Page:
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Limerick Dockers At The Front | Limerick Gazette Archives

Limerick Dockers At The Front

At a recent meeting of the Limerick Trades and Labour Council, the question of introducing steam or electric cranes at Limerick docks sparked fervent debate amongst delegates. The deliberation shed light on the plight of the city’s dockworkers, particularly poignant amidst the backdrop of the Great War.

The issue came to the fore as delegates reflected on the recent conference concerning the city’s coal supply. Those in attendance relayed that there was considerable dissent regarding the proposed modernization, viewing it as potentially detrimental to the workforce.

The primary contention against the introduction of steam or electric cranes stemmed from concerns over the impact on Limerick’s quay labourers, many of whom were currently serving at the front lines of the war. Delegates voiced apprehension that such a move would not only disregard the sacrifices of these brave individuals but also jeopardize the livelihoods of those remaining at home.

In a poignant display of solidarity, the delegates unanimously adopted a report opposing the proposed modernization. The decision underscored the council’s commitment to safeguarding the interests of Limerick’s working class, particularly during these tumultuous times.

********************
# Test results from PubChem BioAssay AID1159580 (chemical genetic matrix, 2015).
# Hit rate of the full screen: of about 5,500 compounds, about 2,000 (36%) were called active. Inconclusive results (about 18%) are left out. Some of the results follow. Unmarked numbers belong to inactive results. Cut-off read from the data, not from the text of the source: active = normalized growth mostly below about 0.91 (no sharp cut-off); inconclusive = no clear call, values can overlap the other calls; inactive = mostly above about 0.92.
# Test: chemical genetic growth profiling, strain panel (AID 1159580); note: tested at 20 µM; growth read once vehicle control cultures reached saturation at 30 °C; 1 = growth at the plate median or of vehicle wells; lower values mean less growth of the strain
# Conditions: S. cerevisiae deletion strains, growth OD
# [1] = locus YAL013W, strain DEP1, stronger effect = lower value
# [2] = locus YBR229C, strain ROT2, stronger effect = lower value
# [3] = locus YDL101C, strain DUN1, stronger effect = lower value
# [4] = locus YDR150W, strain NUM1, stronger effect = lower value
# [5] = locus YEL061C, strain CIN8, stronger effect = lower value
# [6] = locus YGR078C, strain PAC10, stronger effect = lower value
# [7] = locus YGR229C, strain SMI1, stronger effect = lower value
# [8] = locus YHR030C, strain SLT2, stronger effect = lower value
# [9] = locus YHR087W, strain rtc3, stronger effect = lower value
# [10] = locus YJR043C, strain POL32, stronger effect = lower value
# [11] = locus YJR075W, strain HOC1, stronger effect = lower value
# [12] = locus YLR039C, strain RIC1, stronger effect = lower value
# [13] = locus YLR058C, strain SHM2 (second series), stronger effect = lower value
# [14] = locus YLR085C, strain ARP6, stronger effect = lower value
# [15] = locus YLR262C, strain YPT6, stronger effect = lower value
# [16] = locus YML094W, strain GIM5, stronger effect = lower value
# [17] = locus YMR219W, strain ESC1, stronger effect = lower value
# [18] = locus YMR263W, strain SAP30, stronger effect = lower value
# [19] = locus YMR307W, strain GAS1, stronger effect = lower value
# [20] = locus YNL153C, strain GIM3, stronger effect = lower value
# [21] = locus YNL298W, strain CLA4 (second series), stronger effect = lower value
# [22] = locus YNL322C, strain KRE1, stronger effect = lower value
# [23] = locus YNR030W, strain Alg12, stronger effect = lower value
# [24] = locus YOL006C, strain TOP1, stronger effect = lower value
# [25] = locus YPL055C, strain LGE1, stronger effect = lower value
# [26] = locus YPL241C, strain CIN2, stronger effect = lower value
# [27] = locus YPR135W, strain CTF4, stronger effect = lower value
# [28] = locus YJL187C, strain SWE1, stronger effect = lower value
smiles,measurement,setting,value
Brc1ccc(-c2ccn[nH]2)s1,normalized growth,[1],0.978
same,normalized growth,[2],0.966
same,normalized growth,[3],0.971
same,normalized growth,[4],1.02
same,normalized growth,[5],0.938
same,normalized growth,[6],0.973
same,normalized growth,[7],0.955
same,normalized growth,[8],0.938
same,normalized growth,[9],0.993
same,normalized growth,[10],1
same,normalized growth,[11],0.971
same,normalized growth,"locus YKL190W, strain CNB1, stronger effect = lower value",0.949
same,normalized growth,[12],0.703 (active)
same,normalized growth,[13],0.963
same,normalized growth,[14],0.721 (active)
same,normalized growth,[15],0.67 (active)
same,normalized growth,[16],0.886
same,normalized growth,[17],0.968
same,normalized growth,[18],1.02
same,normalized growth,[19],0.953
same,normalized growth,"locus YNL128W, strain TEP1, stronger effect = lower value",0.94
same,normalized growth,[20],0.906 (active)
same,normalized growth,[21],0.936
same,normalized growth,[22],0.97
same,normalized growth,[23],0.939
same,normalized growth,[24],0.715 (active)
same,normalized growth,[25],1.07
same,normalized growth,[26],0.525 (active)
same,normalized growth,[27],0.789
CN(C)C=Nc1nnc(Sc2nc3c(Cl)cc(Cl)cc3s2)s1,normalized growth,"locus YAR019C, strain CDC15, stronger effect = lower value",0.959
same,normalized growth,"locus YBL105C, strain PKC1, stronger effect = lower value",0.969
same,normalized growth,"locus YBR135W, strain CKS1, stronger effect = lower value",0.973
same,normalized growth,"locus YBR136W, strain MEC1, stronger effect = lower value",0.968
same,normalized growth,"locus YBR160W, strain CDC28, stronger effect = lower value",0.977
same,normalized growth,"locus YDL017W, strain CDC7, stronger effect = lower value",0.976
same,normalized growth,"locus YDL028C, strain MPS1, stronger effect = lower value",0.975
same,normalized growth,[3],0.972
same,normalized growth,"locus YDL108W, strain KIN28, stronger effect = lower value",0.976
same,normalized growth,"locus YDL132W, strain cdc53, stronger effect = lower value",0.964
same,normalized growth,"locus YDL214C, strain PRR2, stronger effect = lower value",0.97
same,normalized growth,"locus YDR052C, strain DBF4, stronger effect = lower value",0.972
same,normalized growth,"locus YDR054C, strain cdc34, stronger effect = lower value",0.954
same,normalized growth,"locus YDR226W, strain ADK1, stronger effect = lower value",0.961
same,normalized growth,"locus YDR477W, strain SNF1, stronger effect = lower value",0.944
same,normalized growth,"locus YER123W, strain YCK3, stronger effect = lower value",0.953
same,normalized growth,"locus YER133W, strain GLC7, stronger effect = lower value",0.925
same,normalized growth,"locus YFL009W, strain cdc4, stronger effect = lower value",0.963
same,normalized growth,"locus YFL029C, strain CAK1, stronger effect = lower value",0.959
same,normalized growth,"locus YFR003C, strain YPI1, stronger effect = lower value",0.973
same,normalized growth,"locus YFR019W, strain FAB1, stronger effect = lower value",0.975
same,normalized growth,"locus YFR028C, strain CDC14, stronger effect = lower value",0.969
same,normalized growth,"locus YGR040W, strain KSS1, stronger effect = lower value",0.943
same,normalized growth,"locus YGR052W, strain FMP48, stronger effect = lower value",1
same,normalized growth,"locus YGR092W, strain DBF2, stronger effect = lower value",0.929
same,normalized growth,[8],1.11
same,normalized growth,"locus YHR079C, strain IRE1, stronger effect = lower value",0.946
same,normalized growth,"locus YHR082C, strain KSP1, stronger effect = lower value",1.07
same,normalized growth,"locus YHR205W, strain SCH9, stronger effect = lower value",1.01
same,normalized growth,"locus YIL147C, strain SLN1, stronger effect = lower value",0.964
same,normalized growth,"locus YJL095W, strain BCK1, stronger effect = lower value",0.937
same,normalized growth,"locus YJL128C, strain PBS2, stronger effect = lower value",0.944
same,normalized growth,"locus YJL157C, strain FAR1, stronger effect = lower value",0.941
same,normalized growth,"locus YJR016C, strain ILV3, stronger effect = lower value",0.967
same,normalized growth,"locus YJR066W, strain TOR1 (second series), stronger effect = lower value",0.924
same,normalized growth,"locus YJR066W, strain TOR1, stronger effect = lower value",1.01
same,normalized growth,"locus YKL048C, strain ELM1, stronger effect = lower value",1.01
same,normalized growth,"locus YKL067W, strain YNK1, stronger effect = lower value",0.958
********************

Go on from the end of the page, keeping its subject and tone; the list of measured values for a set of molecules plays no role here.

The discussion surrounding the potential introduction of advanced machinery at Limerick docks reflects a broader societal tension between progress and tradition. While technological advancements promise efficiency and productivity gains, they also raise valid concerns about their impact on employment and the well-being of workers.

The historical context of the Great War adds a layer of complexity to the debate. With many Limerick dockworkers serving on the front lines, the decision to modernize operations at home takes on heightened significance. It becomes not merely a question of economic efficiency but also one of honouring the sacrifices made by those fighting for their country.

As Limerick navigates these challenging times, the council’s decision reflects a commitment to preserving the dignity and livelihoods of its working class. While the allure of technological progress may be enticing, it is imperative to proceed with caution and ensure that advancements do not come at the expense of those who have already given so much.

Freeman’s Journal – Friday 03 March 1916